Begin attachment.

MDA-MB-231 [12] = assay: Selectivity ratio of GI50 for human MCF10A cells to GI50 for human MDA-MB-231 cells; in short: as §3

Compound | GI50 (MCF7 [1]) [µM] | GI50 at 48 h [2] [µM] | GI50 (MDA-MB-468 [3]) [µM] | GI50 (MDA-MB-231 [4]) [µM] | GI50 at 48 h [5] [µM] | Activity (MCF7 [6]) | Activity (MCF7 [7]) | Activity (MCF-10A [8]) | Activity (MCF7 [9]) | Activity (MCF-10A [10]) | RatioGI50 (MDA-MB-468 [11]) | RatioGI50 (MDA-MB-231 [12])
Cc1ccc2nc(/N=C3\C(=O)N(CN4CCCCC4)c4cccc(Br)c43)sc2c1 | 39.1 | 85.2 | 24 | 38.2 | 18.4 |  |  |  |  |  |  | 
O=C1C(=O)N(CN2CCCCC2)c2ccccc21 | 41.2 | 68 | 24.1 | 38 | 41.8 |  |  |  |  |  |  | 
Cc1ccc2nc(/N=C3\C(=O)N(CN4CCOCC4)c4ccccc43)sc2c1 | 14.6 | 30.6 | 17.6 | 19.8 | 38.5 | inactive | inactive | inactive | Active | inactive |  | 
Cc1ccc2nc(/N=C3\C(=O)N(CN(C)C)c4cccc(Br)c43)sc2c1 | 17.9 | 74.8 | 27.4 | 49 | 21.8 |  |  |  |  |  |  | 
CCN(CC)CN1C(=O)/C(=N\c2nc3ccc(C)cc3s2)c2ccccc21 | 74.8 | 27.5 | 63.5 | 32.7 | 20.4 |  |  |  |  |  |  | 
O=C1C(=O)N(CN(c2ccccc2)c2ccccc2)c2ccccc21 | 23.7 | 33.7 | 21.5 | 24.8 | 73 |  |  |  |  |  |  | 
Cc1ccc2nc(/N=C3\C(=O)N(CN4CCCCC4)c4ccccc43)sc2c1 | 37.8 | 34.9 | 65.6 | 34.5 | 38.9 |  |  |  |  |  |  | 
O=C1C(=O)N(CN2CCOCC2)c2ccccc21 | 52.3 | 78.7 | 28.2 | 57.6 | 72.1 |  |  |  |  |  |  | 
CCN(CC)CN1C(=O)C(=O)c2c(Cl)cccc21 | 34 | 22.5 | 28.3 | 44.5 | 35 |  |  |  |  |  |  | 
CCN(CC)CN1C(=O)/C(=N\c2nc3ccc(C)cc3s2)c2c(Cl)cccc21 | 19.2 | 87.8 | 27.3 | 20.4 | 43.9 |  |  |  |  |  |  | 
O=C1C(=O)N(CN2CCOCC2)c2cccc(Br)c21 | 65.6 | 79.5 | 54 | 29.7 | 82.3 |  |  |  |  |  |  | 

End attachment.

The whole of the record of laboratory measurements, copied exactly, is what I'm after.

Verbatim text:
MDA-MB-231 [12] = assay: Selectivity ratio of GI50 for human MCF10A cells to GI50 for human MDA-MB-231 cells; in short: as §3

Compound | GI50 (MCF7 [1]) [µM] | GI50 at 48 h [2] [µM] | GI50 (MDA-MB-468 [3]) [µM] | GI50 (MDA-MB-231 [4]) [µM] | GI50 at 48 h [5] [µM] | Activity (MCF7 [6]) | Activity (MCF7 [7]) | Activity (MCF-10A [8]) | Activity (MCF7 [9]) | Activity (MCF-10A [10]) | RatioGI50 (MDA-MB-468 [11]) | RatioGI50 (MDA-MB-231 [12])
Cc1ccc2nc(/N=C3\C(=O)N(CN4CCCCC4)c4cccc(Br)c43)sc2c1 | 39.1 | 85.2 | 24 | 38.2 | 18.4 |  |  |  |  |  |  | 
O=C1C(=O)N(CN2CCCCC2)c2ccccc21 | 41.2 | 68 | 24.1 | 38 | 41.8 |  |  |  |  |  |  | 
Cc1ccc2nc(/N=C3\C(=O)N(CN4CCOCC4)c4ccccc43)sc2c1 | 14.6 | 30.6 | 17.6 | 19.8 | 38.5 | inactive | inactive | inactive | Active | inactive |  | 
Cc1ccc2nc(/N=C3\C(=O)N(CN(C)C)c4cccc(Br)c43)sc2c1 | 17.9 | 74.8 | 27.4 | 49 | 21.8 |  |  |  |  |  |  | 
CCN(CC)CN1C(=O)/C(=N\c2nc3ccc(C)cc3s2)c2ccccc21 | 74.8 | 27.5 | 63.5 | 32.7 | 20.4 |  |  |  |  |  |  | 
O=C1C(=O)N(CN(c2ccccc2)c2ccccc2)c2ccccc21 | 23.7 | 33.7 | 21.5 | 24.8 | 73 |  |  |  |  |  |  | 
Cc1ccc2nc(/N=C3\C(=O)N(CN4CCCCC4)c4ccccc43)sc2c1 | 37.8 | 34.9 | 65.6 | 34.5 | 38.9 |  |  |  |  |  |  | 
O=C1C(=O)N(CN2CCOCC2)c2ccccc21 | 52.3 | 78.7 | 28.2 | 57.6 | 72.1 |  |  |  |  |  |  | 
CCN(CC)CN1C(=O)C(=O)c2c(Cl)cccc21 | 34 | 22.5 | 28.3 | 44.5 | 35 |  |  |  |  |  |  | 
CCN(CC)CN1C(=O)/C(=N\c2nc3ccc(C)cc3s2)c2c(Cl)cccc21 | 19.2 | 87.8 | 27.3 | 20.4 | 43.9 |  |  |  |  |  |  | 
O=C1C(=O)N(CN2CCOCC2)c2cccc(Br)c21 | 65.6 | 79.5 | 54 | 29.7 | 82.3 |  |  |  |  |  |  | 